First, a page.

Imagine, if you will, an ancient, engorged tick feasting on the blood of a monkey in a steamy tropical jungle as far back as 45 million years ago.
Suddenly, the monkey's companion discovers the tick while grooming its partner, and roughly flings it aside, where the injured, bleeding parasite sinks into a dense, sticky tree sap. Over time, the sap slowly fossilises into amber, preserving the punctured pest in a frozen time capsule, surrounded by the oozing blood droplets of its last meal.
"These two tiny holes indicate that something picked a tick off the mammal it was feeding on, puncturing it in the process and dropping it immediately into tree sap," he adds.
"This would be consistent with the grooming behaviour of monkeys that we know lived at that time in this region."
Not only does the specimen reveal the tick and its last meal, but if you examine the scene under a microscope, the specimen holds the only known fossils of a tick-borne parasite that's still around today, called Babesia microti.
Babesia microti infects the blood cells of humans and other animals, causing a potentially fatal disease called babesiosis in humans. A related parasite is responsible for the bovine form of the disease, called Texas cattle fever.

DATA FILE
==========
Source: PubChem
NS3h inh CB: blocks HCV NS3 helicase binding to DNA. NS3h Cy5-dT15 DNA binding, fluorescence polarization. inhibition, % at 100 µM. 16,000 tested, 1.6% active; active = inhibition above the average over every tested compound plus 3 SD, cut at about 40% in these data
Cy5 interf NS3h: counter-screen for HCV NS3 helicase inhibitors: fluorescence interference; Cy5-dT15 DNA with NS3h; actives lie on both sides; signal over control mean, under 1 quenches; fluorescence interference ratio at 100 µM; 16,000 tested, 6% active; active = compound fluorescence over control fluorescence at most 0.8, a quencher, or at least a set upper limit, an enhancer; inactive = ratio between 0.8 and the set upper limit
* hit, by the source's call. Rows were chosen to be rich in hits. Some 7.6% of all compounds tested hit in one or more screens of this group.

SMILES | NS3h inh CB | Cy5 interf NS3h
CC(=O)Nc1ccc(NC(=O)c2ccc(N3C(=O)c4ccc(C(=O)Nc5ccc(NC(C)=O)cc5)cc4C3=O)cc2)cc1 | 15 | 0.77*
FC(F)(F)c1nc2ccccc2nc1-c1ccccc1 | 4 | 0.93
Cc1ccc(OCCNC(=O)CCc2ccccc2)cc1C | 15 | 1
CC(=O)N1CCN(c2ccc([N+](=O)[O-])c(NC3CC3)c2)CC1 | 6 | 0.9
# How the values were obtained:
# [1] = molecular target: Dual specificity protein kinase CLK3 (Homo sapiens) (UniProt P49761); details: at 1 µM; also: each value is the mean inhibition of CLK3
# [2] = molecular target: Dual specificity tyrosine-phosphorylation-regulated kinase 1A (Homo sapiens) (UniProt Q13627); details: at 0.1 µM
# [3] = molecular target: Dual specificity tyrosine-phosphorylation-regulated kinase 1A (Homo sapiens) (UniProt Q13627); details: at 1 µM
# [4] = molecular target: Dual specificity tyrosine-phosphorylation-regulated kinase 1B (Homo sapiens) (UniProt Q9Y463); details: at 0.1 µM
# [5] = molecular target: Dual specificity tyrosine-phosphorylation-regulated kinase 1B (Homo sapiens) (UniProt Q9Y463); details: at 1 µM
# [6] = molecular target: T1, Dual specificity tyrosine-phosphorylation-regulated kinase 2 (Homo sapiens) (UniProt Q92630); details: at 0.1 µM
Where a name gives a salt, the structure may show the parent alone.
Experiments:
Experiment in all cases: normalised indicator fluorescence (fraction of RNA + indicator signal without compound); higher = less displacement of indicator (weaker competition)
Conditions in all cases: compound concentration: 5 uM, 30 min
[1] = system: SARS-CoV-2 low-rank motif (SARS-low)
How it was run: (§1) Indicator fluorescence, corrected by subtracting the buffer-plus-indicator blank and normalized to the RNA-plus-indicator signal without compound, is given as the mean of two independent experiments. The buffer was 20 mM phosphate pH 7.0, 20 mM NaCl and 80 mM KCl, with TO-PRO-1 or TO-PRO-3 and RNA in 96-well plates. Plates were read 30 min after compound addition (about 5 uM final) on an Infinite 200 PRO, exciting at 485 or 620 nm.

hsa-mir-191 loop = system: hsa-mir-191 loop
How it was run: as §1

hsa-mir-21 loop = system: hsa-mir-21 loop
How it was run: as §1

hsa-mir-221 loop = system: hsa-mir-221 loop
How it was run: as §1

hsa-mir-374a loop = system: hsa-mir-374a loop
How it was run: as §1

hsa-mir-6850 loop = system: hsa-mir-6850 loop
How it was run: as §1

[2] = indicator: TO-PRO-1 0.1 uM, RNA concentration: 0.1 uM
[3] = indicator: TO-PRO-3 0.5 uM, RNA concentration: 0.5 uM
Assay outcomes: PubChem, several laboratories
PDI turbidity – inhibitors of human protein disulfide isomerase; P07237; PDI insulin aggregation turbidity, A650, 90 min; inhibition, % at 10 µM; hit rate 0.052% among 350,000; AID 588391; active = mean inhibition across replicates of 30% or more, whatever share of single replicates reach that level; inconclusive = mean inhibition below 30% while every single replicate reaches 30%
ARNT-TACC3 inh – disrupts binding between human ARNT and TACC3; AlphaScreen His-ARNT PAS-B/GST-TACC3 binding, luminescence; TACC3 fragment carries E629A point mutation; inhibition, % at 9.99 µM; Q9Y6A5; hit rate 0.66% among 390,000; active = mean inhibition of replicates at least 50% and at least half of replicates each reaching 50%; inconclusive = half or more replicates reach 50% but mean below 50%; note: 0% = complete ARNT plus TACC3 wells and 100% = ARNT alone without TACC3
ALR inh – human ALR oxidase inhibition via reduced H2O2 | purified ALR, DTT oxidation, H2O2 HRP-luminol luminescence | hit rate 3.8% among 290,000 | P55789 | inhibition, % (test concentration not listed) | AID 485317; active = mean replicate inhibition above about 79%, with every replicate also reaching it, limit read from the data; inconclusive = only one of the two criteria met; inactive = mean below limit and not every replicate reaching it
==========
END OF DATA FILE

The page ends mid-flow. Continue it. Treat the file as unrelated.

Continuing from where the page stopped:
The amber specimen shows that this tick-borne pest has been plaguing animals for millions of years, says Poinar Jr.
Fossilised red blood cells. Credit: The George Poinar Jr/Oregon State University
"The fossilised blood cells, infected with these parasites, are simply amazing in their detail," he says. "This discovery provides the only known fossils of Babesia-type pathogens."
If it all this amber time capsule stuff sounds a little like something out of Jurassic Park, that's no coincidence.
Poinar Jr's research in the 1980s examining ancient critters (and their genetic structures) being preserved in fossilised amber was part of what inspired novelist and filmmaker Michael Crichton to incorporate the ideas into his famous dinosaur-resurrecting story:
In more recent years, the researcher has looked at the origins of malaria in the time of dinosaurs, and identified a whole new order of insect.
After decades of this research, Poinar Jr remains just as fascinated with how ancient insects from several million years ago can still teach us important scientific lessons.
"The life forms we find in amber can reveal so much about the history and evolution of diseases we still struggle with today," he says.
"This parasite, for instance, was clearly around millions of years before humans, and appears to have evolved alongside primates, among other hosts."
As for whether there's any chance we could extract the genetic code from this ancient monkey bite to recreate primates from Earth's distant past, Jurassic Park-style, Poinar Jr isn't too hopeful.
"Oh, I wish I could get some DNA out of the specimen," he told Ryan F. Mandelbaum at Gizmodo, "but it would destroy it... so I am not trying at the moment."
The findings are reported in the Journal of Medical Entomology.